“It’s easy to go somewhere and win a championship with somebody else … this is the hard way to do it and we did it.”
A huge part of the larger discourse of late has been the rise of social media, and the influence it has on the populace. There is no shortage of analysis and/or hot takes on the massive scale of Facebook (or the calls to #DeleteFacebook), the often arbitrary moderation of Twitter, and whateverthehell Parler was.
The latter was effectively erased from existence, but not before a lot of people made sure we all knew they thought their freedom of speech was being infringed on.
And of course, since nature abhors a vacuum, now we have Gettr. So that’s fun.
We also have Facebook back in the news again (do they ever really leave?), after President Biden was quoted as saying “they’re killing people.”
Are they? Maybe, maybe not. Obviously, no one from Menlo Park is pulling a literal trigger, but it’s hard to ignore the platform’s reach, and how well it works as an accelerator for misinformation. One can fairly easily draw a line between bad info on social media, resistance to receiving vaccines, and an increase in COVID-related deaths.
And when just 12 people are responsible for the majority of bad info? That’s a very real problem we need to (collectively) address.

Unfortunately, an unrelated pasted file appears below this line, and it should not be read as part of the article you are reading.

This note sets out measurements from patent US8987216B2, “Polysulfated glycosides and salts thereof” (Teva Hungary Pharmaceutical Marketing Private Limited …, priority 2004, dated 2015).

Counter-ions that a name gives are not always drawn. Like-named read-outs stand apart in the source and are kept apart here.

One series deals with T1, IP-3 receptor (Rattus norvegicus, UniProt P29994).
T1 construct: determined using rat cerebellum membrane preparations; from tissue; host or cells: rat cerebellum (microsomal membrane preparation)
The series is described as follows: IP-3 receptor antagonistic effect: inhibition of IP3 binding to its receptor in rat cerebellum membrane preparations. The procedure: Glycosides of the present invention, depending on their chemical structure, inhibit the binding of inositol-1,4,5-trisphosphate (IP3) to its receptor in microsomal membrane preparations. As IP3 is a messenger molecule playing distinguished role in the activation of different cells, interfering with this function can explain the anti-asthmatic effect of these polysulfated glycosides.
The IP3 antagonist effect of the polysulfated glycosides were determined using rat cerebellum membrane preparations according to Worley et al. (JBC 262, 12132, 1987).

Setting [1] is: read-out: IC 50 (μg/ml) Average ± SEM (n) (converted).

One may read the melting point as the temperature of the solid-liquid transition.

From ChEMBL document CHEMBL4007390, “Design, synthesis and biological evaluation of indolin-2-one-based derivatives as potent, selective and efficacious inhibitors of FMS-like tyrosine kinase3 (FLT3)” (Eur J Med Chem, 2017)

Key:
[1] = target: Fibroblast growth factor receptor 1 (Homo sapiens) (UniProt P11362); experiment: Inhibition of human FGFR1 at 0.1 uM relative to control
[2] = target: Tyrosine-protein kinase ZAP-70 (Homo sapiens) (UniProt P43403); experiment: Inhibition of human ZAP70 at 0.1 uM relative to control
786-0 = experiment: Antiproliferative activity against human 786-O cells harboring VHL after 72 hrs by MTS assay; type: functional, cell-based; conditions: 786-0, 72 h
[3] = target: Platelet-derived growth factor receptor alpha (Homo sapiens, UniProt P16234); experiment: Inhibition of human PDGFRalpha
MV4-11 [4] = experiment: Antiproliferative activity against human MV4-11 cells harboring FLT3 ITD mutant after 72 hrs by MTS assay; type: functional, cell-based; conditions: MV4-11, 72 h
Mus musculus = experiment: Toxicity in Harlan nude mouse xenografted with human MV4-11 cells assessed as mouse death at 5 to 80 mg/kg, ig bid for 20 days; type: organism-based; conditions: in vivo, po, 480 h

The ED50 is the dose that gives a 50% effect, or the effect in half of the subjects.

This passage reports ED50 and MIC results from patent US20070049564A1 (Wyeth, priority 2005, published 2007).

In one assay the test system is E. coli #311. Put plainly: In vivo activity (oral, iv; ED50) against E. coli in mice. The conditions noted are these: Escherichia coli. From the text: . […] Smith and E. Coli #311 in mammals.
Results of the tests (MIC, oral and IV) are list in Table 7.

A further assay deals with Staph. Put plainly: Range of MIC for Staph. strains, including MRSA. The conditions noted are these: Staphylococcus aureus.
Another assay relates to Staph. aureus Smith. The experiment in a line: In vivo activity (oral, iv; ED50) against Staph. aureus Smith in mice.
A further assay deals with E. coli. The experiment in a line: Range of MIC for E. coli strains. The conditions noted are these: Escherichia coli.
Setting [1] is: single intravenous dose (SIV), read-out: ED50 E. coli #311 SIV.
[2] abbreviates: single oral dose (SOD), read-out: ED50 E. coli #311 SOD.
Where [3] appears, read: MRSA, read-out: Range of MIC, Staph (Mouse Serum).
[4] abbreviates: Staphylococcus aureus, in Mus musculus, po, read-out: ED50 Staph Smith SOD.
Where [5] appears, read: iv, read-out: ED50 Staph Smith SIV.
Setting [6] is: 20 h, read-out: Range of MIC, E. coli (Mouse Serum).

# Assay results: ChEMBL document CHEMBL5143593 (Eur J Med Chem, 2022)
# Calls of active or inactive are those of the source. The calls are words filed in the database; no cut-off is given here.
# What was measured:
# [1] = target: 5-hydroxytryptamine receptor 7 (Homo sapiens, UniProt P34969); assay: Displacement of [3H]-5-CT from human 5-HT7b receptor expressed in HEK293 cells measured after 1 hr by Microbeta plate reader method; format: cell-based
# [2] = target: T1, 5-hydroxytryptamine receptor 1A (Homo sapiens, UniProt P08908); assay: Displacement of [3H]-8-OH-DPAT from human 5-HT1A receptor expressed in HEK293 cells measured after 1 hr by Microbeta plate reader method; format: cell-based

Regardless of where you stand on Facebook (or Parler’s extinction), I hope we can all agree on 2 truths:
1. Civics needs to make a return to our school’s curriculum, post haste. Critical Thinking too.
2. For all intents and purposes, social media IStoday’s Town Square. It’s where we go to share ideas, get on our (cyber) soapbox, and debate. The discourse isn’t happening down the street- it’s on your screen.
The First Amendment doesn’t apply to private companies, and everyone has to consent to a platform’s Terms of Service as a condition of participation. The easy answer here is to point to that, and say “if you don’t like it, leave.” I know, I’ve done it. But maybe the better solution is to model Terms of Service after the First Amendment.
It’s pretty clear that online is where people are now assembling, and as broad as it is, 1A still has defined guardrails. I don’t think you could legislate (read: force) companies to do this, but it’s certainly a model worth looking into going forward, even if it’s hard—especially if it means saving lives.
Don’t @ me*.
*Actually, you should totally @ me! I’d love to hear your thoughts.